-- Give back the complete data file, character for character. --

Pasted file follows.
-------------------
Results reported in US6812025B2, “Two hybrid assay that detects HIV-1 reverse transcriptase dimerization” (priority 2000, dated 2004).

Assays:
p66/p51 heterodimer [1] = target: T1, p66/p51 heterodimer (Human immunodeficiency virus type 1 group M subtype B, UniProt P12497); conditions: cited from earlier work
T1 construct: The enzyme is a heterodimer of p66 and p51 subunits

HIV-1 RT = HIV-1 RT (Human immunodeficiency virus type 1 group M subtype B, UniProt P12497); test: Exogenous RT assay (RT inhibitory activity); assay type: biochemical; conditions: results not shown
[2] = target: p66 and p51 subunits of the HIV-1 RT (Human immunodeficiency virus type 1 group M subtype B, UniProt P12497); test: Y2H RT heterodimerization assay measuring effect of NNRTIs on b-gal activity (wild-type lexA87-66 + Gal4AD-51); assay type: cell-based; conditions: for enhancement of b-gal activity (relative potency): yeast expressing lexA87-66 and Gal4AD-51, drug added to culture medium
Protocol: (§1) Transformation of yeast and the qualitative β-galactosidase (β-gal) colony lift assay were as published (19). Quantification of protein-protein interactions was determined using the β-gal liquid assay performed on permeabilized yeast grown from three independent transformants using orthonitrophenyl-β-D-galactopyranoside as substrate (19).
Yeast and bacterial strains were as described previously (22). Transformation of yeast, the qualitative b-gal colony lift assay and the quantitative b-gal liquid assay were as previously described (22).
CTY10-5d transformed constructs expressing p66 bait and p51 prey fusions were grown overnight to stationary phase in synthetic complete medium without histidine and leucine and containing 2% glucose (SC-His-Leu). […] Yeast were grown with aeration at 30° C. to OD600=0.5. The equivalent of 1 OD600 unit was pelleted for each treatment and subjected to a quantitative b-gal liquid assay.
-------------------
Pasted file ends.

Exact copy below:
Results reported in US6812025B2, “Two hybrid assay that detects HIV-1 reverse transcriptase dimerization” (priority 2000, dated 2004).

Assays:
p66/p51 heterodimer [1] = target: T1, p66/p51 heterodimer (Human immunodeficiency virus type 1 group M subtype B, UniProt P12497); conditions: cited from earlier work
T1 construct: The enzyme is a heterodimer of p66 and p51 subunits

HIV-1 RT = HIV-1 RT (Human immunodeficiency virus type 1 group M subtype B, UniProt P12497); test: Exogenous RT assay (RT inhibitory activity); assay type: biochemical; conditions: results not shown
[2] = target: p66 and p51 subunits of the HIV-1 RT (Human immunodeficiency virus type 1 group M subtype B, UniProt P12497); test: Y2H RT heterodimerization assay measuring effect of NNRTIs on b-gal activity (wild-type lexA87-66 + Gal4AD-51); assay type: cell-based; conditions: for enhancement of b-gal activity (relative potency): yeast expressing lexA87-66 and Gal4AD-51, drug added to culture medium
Protocol: (§1) Transformation of yeast and the qualitative β-galactosidase (β-gal) colony lift assay were as published (19). Quantification of protein-protein interactions was determined using the β-gal liquid assay performed on permeabilized yeast grown from three independent transformants using orthonitrophenyl-β-D-galactopyranoside as substrate (19).
Yeast and bacterial strains were as described previously (22). Transformation of yeast, the qualitative b-gal colony lift assay and the quantitative b-gal liquid assay were as previously described (22).
CTY10-5d transformed constructs expressing p66 bait and p51 prey fusions were grown overnight to stationary phase in synthetic complete medium without histidine and leucine and containing 2% glucose (SC-His-Leu). […] Yeast were grown with aeration at 30° C. to OD600=0.5. The equivalent of 1 OD600 unit was pelleted for each treatment and subjected to a quantitative b-gal liquid assay.